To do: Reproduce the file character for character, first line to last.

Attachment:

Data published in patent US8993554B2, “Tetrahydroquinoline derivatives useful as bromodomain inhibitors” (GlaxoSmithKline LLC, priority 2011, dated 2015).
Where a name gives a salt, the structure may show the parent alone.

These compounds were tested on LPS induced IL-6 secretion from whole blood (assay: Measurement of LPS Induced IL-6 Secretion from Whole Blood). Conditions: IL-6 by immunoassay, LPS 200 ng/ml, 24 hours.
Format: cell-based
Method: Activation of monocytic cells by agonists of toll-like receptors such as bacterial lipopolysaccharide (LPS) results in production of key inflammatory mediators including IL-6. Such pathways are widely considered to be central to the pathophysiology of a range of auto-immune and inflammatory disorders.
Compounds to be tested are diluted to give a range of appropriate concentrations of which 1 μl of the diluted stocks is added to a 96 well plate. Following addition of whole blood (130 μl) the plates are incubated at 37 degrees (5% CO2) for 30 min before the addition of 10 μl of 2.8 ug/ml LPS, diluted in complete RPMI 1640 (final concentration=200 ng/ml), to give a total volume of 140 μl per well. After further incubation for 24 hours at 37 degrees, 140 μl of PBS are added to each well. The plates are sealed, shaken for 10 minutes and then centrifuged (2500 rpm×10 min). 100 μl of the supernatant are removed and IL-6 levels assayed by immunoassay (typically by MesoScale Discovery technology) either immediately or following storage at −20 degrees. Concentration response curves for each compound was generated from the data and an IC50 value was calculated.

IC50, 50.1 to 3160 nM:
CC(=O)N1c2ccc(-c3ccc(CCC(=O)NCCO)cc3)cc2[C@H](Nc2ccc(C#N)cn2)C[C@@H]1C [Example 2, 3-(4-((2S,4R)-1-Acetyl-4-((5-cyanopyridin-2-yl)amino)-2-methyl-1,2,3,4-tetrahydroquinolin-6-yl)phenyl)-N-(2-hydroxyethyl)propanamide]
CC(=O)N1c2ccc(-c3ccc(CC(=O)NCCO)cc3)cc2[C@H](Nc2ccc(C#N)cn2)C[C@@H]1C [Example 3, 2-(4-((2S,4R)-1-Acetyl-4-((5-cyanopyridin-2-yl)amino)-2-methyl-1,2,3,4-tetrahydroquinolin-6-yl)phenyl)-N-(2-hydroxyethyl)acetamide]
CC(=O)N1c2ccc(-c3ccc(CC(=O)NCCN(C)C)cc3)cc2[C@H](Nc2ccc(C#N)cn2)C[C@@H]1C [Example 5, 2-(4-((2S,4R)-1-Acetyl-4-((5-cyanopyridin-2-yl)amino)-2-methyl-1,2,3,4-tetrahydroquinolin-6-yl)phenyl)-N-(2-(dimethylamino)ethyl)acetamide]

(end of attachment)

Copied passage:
Data published in patent US8993554B2, “Tetrahydroquinoline derivatives useful as bromodomain inhibitors” (GlaxoSmithKline LLC, priority 2011, dated 2015).
Where a name gives a salt, the structure may show the parent alone.

These compounds were tested on LPS induced IL-6 secretion from whole blood (assay: Measurement of LPS Induced IL-6 Secretion from Whole Blood). Conditions: IL-6 by immunoassay, LPS 200 ng/ml, 24 hours.
Format: cell-based
Method: Activation of monocytic cells by agonists of toll-like receptors such as bacterial lipopolysaccharide (LPS) results in production of key inflammatory mediators including IL-6. Such pathways are widely considered to be central to the pathophysiology of a range of auto-immune and inflammatory disorders.
Compounds to be tested are diluted to give a range of appropriate concentrations of which 1 μl of the diluted stocks is added to a 96 well plate. Following addition of whole blood (130 μl) the plates are incubated at 37 degrees (5% CO2) for 30 min before the addition of 10 μl of 2.8 ug/ml LPS, diluted in complete RPMI 1640 (final concentration=200 ng/ml), to give a total volume of 140 μl per well. After further incubation for 24 hours at 37 degrees, 140 μl of PBS are added to each well. The plates are sealed, shaken for 10 minutes and then centrifuged (2500 rpm×10 min). 100 μl of the supernatant are removed and IL-6 levels assayed by immunoassay (typically by MesoScale Discovery technology) either immediately or following storage at −20 degrees. Concentration response curves for each compound was generated from the data and an IC50 value was calculated.

IC50, 50.1 to 3160 nM:
CC(=O)N1c2ccc(-c3ccc(CCC(=O)NCCO)cc3)cc2[C@H](Nc2ccc(C#N)cn2)C[C@@H]1C [Example 2, 3-(4-((2S,4R)-1-Acetyl-4-((5-cyanopyridin-2-yl)amino)-2-methyl-1,2,3,4-tetrahydroquinolin-6-yl)phenyl)-N-(2-hydroxyethyl)propanamide]
CC(=O)N1c2ccc(-c3ccc(CC(=O)NCCO)cc3)cc2[C@H](Nc2ccc(C#N)cn2)C[C@@H]1C [Example 3, 2-(4-((2S,4R)-1-Acetyl-4-((5-cyanopyridin-2-yl)amino)-2-methyl-1,2,3,4-tetrahydroquinolin-6-yl)phenyl)-N-(2-hydroxyethyl)acetamide]
CC(=O)N1c2ccc(-c3ccc(CC(=O)NCCN(C)C)cc3)cc2[C@H](Nc2ccc(C#N)cn2)C[C@@H]1C [Example 5, 2-(4-((2S,4R)-1-Acetyl-4-((5-cyanopyridin-2-yl)amino)-2-methyl-1,2,3,4-tetrahydroquinolin-6-yl)phenyl)-N-(2-(dimethylamino)ethyl)acetamide]